Experts are using huge datasets to track the impact that pandemic control measures have had on people mental health. Although the country-specific picture has yet to be clear, the scientist started to see a global surge in depression. In Nepal, the overall impression of mental health problems is looking rather bleak.
From Anxiety, depression, eating problems, Obsessive-Compulsive Disorder(OCD), personality disorders, bipolar disorder, Post Traumatic Stress Disorder(PTSD), Psychosis to Self-harm and suicidal feelings, the list is quite long and giving details of all is beyond the scope of this article.

Undoubtedly, the rise in mental health problem is not surprising given that the coronavirus has posed many challenges to many of us. Many people live under stress due to lack of work, some other people feel overworked. Many people do not have the resources to cope with the stress of Covid 19.

This may include content and materials such as access to smart technology, social such as a few family members or friends and cognitive or biological (eg, inability to engage in physical exercise, or participate in activities or routines) resources. The government should assess the availability of resources and consider how resource scarcity can be mitigated for a given individual and family.

But according to research mental health mainly stems from fear of death and lack of confidence. Experts believe that this wave of Covid is not the last. Therefore, the intensity of the next wave is likely to occur soon. That’s why we are in dire need of vaccine. Vaccination is a key strategy to boost people’s confidence and reduce the severity of disease and ultimately the transmission rate. So the government needs to immediately plan a vaccine and ensure safe working for all. Furthermore, we must design our health care system for effective monitoring of triage patients, ensuring an effective supply of the inputs that the hospitals need to treat patients effectively, and if we can collectively practice Covid safe public health measures, the subsequence waves we face can be managed.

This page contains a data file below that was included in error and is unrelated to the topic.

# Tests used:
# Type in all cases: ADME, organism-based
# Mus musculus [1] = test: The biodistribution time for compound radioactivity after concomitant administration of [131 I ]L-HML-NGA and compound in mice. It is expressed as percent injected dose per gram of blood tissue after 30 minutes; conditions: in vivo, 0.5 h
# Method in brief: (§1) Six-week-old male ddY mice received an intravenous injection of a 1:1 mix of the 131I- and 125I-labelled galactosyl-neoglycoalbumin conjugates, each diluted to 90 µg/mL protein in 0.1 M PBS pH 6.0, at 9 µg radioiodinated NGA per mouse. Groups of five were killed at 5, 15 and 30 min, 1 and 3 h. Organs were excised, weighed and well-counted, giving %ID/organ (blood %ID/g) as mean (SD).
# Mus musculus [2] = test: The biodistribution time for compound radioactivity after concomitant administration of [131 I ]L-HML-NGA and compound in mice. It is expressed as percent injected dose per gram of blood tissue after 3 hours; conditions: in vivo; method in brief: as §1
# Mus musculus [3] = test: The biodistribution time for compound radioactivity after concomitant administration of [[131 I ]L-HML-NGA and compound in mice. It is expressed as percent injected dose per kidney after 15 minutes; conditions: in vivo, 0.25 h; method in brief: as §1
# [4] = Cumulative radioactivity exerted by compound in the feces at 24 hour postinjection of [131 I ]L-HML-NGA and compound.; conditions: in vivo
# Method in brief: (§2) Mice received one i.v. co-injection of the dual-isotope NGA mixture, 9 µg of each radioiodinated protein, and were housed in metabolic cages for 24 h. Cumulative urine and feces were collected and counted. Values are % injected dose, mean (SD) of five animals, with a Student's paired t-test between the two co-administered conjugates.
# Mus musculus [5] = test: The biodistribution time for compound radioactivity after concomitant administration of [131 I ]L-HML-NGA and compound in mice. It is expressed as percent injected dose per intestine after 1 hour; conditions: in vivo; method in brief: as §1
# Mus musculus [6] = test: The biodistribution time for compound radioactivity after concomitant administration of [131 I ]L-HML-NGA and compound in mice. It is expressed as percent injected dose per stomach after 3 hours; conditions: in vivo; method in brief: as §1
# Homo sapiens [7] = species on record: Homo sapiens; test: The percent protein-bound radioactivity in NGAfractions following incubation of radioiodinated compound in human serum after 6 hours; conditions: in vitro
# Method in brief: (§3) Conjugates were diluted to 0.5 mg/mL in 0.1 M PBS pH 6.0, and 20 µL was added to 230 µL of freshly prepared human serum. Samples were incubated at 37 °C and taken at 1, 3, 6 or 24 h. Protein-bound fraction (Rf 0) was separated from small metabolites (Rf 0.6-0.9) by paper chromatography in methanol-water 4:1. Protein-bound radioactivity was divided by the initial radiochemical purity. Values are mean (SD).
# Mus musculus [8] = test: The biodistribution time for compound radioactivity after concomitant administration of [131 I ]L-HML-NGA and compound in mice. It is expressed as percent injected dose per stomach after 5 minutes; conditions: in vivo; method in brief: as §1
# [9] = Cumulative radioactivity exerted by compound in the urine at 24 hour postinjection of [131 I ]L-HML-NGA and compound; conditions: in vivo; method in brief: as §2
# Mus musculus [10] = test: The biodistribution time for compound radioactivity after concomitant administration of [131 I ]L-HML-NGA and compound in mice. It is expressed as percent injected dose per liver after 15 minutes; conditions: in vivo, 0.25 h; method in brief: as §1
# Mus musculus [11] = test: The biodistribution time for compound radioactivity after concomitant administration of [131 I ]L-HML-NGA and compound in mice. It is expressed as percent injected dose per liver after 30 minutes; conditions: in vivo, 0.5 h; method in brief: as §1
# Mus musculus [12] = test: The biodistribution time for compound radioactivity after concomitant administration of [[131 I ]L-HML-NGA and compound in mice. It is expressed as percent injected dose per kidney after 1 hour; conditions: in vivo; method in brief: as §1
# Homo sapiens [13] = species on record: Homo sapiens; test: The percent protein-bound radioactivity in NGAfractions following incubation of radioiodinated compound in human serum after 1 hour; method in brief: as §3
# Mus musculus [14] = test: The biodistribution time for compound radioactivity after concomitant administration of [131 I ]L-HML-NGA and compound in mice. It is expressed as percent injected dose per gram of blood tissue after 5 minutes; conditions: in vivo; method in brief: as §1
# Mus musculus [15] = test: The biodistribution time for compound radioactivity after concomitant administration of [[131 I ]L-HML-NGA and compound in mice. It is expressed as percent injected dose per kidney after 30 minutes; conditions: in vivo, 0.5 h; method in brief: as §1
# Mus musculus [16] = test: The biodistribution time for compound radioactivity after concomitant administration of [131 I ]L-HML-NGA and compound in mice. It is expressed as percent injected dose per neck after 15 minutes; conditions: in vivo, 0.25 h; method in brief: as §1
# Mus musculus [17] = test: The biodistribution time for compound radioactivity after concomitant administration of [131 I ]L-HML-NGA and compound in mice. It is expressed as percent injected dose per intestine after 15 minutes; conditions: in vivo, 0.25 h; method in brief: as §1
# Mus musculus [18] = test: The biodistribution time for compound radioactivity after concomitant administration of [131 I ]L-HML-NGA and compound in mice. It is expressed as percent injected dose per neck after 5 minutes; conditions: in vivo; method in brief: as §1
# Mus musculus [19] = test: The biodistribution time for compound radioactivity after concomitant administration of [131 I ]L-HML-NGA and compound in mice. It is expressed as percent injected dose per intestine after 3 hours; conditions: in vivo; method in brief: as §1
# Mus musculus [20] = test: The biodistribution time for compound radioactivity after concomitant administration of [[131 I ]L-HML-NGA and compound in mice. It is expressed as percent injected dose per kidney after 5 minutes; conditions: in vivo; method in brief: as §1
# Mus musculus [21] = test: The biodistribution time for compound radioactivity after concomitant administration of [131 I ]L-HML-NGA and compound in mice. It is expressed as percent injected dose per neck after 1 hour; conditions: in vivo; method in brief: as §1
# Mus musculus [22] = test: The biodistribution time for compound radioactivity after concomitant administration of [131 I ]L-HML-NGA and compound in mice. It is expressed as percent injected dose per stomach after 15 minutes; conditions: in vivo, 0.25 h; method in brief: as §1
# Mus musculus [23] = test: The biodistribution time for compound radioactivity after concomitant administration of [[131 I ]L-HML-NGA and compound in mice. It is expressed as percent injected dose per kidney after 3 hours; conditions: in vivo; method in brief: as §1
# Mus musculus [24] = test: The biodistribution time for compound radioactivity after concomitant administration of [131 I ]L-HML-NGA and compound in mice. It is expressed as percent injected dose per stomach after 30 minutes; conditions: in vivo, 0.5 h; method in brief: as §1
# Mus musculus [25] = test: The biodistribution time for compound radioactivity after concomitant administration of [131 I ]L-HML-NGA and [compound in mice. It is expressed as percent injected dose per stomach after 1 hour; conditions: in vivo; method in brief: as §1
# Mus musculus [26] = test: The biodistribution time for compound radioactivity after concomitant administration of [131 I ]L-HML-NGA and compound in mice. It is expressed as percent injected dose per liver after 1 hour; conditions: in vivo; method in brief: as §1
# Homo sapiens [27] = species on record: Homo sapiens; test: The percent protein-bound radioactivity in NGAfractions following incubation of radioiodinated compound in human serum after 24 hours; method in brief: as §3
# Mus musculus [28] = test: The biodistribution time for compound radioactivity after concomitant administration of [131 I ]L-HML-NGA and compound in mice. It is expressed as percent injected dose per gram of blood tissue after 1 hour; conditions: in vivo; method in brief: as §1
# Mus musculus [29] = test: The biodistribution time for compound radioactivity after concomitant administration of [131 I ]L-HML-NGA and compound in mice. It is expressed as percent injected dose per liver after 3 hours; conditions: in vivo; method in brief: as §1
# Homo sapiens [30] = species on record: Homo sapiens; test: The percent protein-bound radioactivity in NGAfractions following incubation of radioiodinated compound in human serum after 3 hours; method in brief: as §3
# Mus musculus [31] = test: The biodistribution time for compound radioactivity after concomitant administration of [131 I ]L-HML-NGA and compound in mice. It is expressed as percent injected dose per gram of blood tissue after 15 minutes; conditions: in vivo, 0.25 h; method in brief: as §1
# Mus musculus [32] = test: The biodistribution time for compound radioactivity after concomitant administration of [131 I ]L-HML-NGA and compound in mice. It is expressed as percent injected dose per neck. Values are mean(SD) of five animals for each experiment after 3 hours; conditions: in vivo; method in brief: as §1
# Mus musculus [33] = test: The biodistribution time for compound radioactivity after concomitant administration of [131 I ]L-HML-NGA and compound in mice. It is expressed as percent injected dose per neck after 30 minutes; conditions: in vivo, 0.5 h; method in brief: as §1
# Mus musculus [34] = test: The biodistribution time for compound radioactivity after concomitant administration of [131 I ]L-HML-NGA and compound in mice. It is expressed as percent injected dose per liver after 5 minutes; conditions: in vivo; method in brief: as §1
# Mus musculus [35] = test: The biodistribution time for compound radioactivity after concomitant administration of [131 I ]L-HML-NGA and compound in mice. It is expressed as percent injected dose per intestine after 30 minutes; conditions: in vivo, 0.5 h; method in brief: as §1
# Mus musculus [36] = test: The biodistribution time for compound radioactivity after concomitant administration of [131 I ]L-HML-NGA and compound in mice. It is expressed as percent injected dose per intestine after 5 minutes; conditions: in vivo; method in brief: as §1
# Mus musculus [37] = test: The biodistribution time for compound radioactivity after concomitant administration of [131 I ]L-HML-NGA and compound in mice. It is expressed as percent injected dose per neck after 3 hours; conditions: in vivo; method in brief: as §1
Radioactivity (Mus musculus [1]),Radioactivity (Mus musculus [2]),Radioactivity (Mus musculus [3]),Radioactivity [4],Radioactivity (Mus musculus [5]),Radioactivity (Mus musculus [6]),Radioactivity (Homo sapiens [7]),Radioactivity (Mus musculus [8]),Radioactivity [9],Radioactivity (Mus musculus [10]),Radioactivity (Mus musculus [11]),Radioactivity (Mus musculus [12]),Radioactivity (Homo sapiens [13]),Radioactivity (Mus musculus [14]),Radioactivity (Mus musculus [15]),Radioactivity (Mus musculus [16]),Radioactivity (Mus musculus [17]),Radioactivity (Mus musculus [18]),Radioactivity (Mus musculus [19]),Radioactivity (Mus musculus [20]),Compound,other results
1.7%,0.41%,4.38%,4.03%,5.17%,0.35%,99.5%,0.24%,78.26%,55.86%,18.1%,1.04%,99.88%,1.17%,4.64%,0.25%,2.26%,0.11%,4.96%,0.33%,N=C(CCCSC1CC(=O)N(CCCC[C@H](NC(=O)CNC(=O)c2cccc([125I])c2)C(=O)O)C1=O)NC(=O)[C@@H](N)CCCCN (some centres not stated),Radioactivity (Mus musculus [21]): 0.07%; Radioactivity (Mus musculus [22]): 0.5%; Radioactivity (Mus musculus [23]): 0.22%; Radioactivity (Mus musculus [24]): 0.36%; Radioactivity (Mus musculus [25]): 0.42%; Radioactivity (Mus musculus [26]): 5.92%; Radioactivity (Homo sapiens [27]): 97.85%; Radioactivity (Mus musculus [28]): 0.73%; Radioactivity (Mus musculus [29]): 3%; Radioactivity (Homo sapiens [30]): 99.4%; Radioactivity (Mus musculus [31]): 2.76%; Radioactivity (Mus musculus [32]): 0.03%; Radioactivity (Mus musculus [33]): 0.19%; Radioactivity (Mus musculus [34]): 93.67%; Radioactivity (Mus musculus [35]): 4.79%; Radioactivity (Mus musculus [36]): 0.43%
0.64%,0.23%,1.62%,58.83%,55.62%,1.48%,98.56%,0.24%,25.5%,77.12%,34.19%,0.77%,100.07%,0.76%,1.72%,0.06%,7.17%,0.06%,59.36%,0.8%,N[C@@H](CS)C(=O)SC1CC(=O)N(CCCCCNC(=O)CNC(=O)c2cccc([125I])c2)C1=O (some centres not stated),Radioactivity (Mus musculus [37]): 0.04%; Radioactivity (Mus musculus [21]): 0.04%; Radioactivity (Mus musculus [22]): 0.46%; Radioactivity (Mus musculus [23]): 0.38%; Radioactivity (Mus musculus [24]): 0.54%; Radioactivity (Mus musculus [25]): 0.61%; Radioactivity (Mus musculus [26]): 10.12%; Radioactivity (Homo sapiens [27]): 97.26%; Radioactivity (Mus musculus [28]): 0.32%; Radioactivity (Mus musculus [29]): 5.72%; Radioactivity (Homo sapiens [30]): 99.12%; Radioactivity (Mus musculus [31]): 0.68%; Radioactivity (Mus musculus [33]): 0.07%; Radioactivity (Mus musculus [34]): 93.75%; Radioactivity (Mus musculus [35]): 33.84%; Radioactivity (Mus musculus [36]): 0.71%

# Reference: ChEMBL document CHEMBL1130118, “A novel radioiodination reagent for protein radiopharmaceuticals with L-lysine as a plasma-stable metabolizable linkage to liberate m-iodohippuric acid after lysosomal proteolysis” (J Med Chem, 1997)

Non-Pharmacological Approaches

Moreover, the government and clinicians should recognise the importance of non -pharmacological approaches, which are more result-oriented than pharmacotherapy in the treatment of chronic stress, anxiety and prolonged grief. Such approaches include promoting physical activity and greater engagement in spirituality and yoga as appropriate. These approaches have also been shown to enhance coping, promote resilience, and reduce loneliness.
Also, by taking care of yourself, you can be better prepared to take care of others. It is especially important to stay connected with your friends and family at the time of lockdown. Helping others deal with stress through a phone call or video chat can help you and your loved ones feel less lonely or isolated.

However, people’s mental health experiences will be very personal for everyone, and there are many ways it may be affected during the pandemic. And remember that everything I say or people like me who have degrees in Clinical and Behavioral Psychology says, tips or counselling can work for different people at different times. So try only what you feel comfortable with. And try not to put too much pressure on yourself if nothing seems possible right now.

(Panta is a freelance writer)